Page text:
Da Wikibooks, manuali e libri di testo liberi.
Le pennette aio oio picchio pacchio sono un piatto tipico siciliano di semplice realizzazione, variante della classica “arrabbiata”, ma con l’utilizzo della conserva di pomodoro al posto dei pomodori interi, nonché con spolverata di pecorino e prezzemolo fresco prima di servire. Il nome deriva, probabilmente, da un’iperbole onomatopeica data dal gusto fortemente piccante e saporito del piatto. Pare che questo piatto sia nato a Piana degli Albanesi per merito di una tale nonna “Checchina”, nobildonna che in quei luoghi nacque e visse gran parte della propria vita.

Ingredienti

  • Pennette di pasta
  • Olio extravergine d’oliva
  • Peperoncino
  • Conserva di pomodoro
  • Aglio
  • Formaggio pecorino
  • Prezzemolo fresco tritato

Preparazione

  1. Preparare un soffritto di aglio in abbondante olio extra vergine di oliva opportunamente arricchito di peperoncino molto piccante
  2. Aggiungere poi del concentrato di pomodoro e lasciare rosolare 4 o 5 minuti
  3. Aggiungere un mestolino di acqua bollente (possibilmente quella di cottura della pasta), salare moderatamente (poiché si aggiungerà alla fine del pecorino già di per sé salato).
  4. Saltare la pasta, tolta dall’acqua di bollitura molto al dente, direttamente in padella nel sugo, per ultimare la cottura (circa 2/3 minuti), spegnere il fuoco e aggiungere pecorino grattugiato stagionato e prezzemolo fresco tritato molto finemente.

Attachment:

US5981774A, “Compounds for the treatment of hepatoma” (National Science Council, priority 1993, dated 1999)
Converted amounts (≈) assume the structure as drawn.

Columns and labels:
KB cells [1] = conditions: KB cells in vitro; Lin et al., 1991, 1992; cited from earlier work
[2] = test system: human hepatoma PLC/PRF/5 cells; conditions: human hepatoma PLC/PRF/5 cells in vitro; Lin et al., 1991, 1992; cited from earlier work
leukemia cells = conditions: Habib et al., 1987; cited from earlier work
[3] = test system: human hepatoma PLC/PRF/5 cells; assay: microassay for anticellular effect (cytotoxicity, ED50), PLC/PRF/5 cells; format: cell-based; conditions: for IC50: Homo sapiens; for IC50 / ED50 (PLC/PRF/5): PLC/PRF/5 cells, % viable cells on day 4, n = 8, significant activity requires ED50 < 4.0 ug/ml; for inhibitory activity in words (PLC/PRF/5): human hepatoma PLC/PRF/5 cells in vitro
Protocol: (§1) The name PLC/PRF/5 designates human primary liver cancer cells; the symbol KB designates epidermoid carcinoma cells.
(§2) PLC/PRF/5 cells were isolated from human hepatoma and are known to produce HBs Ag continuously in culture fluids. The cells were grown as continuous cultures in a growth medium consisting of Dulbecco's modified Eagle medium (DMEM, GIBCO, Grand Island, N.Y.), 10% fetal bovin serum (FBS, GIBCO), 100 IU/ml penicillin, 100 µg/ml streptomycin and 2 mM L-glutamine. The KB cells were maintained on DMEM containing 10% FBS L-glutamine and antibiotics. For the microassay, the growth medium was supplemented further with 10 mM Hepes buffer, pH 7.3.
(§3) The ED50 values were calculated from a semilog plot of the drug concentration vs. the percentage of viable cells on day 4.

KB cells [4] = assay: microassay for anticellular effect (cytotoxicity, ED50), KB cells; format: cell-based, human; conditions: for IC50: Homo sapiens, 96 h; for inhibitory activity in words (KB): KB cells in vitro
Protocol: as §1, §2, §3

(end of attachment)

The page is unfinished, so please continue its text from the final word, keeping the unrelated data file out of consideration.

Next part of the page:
Grano Saraceno – Buckwheat

Grano Saraceno – Buckwheat – Gio la Gamb CC BY-SA 3.0

Ingredients

  • buckwheat
  • rye

How to make Grano Saraceno – Buckwheat

The cultivation of buckwheat and rye in Valtellina has centuries of origins. Over time, farmers in Valtellina have selected local ecotypes adapted to the environmental conditions of their mountains. These ecotypes are an irreplaceable genetic resource. However, their cultivation is increasingly less practiced; instead, imported commercial seeds replace it. A project brings together the University of Milan-Bicocca (as lead partner), the Fojanini Foundation, the Park of Monte Barro, the farms of Fanchi Andrea, Jonatan Fendoni’s Orto Tellinum, Riccardo Finotti’s Rosa dei Venti, Cof and Jolanta Wilkosz’s Casele. In addition, it can count on the support of the Municipality of Teglio and the association for the cultivation of buckwheat in Teglio and traditional alpine cereals. It provides the census of buckwheat seeds and rye in the area as a first action, reconstructing the origins and analyzing the morphological characteristics.